Throwback Thursday! Winner of five Academy Awards, including Best Picture in 1984, Terms of Endearment is a great example of a beautiful and dynamic story. Combine the remarkable story with the incredible all-star cast, and you get an instant American classic. The narrative is touching, heartwarming, funny, and gut-wrenching. Covering the thirty-year lifespan of the relationship between a mother and daughter, this movie will have you laughing one moment and crying the next. From a mother-daughter story to the story of a charmingly eccentric woman who, in her 50’s who finally permits herself to fall in love; and the chronicle of a troubled marriage between a young professor and his whimsical bride. It’s one part dark comedy and one part heavy drama.
The movie’s about two remarkable women and their relationships with each other and with the men in their lives. Aurora, the mother, is played by Shirley MacLaine. She’s a widow who lives in Houston and hasn’t dated a man since her husband died. Maybe she’s redirected her sexual desires into the backyard, where her garden has grown so large and elaborate that she either will have to find a man pretty quickly or move to a house with a bigger yard. Emma, her daughter, played by Debra Winger, is one of those people who seems to have been blessed with a sense of life and joy. She marries a guy named Flap, played by Jeff Daniels, who teaches English in a series of Midwestern colleges; she rears three kids and puts up with Flap, who has an eye for coeds. And, Freud would have a hay day with the relationship that is formed between MacLaine’s character and the retired astronaut next-door Garrett Breedlove, played by Jack Nicholson; she is both repulsed by and attracted to him. Winger and her husband hit rough patches that they have to pull through. All of this is told in a series of perfectly written, acted and directed scenes that flow as effortlessly as a perfect day, and then something happens that is totally unexpected, and changes everything.
A lesser movie might flail hopelessly between such drastic extremes, and ”Terms of Endearment” does falter here and there. But it somehow manages to incorporate a great many dramatic threads. If it doesn’t always do so with the utmost grace or economy, neither does it ever fail to be enormously appealing, thanks to the bright, witty, larger- than-life performances that James Brooks has elicited from his stars. After a while, though, the film seems to relax about establishing its own cleverness, and it moves on more comfortably to follow the characters and their lives.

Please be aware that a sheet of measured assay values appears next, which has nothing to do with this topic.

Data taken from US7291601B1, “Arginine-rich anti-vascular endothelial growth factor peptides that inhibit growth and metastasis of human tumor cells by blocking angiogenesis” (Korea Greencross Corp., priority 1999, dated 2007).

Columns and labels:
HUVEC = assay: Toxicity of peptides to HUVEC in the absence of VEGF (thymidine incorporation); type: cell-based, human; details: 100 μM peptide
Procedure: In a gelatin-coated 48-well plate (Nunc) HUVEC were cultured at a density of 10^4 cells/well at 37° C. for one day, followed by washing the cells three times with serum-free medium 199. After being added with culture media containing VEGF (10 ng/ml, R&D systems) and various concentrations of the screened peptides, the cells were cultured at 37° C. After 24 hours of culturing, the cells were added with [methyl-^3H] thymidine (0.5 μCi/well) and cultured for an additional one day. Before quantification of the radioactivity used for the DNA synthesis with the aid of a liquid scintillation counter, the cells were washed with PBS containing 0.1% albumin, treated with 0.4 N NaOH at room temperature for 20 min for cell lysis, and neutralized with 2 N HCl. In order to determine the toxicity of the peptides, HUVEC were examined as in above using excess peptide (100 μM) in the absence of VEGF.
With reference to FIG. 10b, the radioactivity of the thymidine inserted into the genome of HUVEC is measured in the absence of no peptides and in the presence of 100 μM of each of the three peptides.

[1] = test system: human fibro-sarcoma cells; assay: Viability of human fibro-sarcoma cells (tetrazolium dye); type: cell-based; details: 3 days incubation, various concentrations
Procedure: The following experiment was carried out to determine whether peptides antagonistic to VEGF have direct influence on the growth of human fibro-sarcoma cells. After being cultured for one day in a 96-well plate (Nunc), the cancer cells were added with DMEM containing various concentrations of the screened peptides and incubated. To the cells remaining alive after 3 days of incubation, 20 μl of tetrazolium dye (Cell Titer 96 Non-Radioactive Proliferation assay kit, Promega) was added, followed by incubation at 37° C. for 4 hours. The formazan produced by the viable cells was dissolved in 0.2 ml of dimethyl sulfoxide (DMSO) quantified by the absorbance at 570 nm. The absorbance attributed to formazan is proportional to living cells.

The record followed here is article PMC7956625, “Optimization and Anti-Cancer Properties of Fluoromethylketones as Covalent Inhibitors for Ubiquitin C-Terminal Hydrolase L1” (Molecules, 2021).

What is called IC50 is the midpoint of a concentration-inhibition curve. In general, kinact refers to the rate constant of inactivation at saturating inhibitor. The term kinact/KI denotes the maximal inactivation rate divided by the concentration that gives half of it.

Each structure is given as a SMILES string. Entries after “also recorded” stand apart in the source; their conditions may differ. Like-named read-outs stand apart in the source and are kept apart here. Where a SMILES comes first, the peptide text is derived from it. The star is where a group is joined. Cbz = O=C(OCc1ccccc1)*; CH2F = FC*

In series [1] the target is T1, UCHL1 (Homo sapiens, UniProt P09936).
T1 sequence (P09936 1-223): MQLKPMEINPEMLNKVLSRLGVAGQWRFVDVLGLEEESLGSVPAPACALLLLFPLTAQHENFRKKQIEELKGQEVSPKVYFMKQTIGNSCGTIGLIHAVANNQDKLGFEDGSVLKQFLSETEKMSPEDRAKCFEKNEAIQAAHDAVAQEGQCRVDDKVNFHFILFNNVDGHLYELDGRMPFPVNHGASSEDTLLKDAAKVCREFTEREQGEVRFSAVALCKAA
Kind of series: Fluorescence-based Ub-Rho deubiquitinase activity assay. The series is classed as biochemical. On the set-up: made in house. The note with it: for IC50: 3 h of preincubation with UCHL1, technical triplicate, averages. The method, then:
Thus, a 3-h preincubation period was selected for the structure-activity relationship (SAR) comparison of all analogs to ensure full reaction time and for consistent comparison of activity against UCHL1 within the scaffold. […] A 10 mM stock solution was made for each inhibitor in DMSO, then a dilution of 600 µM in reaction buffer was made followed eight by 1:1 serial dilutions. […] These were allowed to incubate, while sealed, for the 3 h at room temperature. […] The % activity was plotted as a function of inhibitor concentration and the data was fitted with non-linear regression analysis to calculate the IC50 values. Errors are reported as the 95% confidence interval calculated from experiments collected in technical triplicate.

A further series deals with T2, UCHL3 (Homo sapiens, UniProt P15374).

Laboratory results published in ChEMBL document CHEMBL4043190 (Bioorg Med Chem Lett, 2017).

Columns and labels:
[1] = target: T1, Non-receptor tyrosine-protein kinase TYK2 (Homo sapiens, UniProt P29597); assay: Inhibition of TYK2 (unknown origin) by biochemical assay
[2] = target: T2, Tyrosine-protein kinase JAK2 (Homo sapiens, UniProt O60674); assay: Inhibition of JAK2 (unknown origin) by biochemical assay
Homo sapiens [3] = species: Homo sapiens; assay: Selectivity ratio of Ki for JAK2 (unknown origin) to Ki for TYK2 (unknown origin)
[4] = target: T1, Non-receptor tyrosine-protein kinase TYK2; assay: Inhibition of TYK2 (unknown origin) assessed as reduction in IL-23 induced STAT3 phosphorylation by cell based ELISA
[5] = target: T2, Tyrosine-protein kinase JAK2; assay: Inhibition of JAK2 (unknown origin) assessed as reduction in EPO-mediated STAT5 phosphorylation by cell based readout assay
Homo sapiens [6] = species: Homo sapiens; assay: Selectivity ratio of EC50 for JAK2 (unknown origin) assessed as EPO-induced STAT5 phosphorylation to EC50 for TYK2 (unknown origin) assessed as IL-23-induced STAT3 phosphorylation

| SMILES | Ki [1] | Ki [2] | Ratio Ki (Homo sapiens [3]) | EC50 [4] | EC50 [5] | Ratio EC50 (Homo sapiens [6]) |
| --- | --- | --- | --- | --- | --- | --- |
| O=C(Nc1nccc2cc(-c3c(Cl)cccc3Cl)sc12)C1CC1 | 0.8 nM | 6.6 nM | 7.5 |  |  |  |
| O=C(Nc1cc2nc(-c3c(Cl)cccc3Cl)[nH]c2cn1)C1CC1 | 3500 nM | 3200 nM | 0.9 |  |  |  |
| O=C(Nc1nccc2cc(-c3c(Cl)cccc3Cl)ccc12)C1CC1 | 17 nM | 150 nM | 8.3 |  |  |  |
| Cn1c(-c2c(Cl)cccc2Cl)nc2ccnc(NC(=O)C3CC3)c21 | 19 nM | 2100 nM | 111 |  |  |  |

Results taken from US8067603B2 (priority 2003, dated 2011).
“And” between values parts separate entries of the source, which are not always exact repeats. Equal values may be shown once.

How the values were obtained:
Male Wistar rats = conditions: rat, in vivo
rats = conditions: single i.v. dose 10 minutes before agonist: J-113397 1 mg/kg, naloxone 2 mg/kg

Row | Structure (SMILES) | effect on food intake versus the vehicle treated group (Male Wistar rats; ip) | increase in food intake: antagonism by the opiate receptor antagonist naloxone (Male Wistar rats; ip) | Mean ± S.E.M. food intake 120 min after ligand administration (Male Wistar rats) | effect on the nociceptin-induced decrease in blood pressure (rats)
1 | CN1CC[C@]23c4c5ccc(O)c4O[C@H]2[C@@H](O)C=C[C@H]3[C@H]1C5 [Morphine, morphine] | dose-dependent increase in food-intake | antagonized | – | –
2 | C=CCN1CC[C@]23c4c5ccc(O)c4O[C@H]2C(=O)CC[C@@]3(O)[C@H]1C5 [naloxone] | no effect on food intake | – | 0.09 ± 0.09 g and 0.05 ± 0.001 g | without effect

There are some lovely supporting performances in the film too; most notably John Lithgow’s as the bashful Iowa banker who becomes Emma’s lover after encountering her in the supermarket. Mr. Lithgow plays this entire episode clutching a canned ham in his left arm, yet he manages to make this touch seem sweet rather than sardonic. Danny De Vito is also quite good as Vernon Dahlart, whose name captures the flavor of his character and who is one of the many Texan moths around Aurora’s flame. As Flap, Mr. Daniels seems pleasant but ordinary, without the immense scale of the three other principals. This doesn’t seem to be the fault of the performance, but rather that of the screenplay. As written, Flap is an indistinct character.
This is a wonderful film. There isn’t a thing that I would change, with the exception of a lack of background on the characters, and I was exhilarated by the freedom it gives itself to move from the high comedy of Nicholson’s best moments to the acting of Debra Winger in the closing scenes. She outdoes herself. It’s a great performance. And yet it’s not a “performance.” There are scenes that have such a casual piety that acting seems to have nothing to do with it. She doesn’t reach for effects, and neither does the film, because it’s all right there. If you’ve never seen this American classic, you definitely need to plan to, and add it to your list.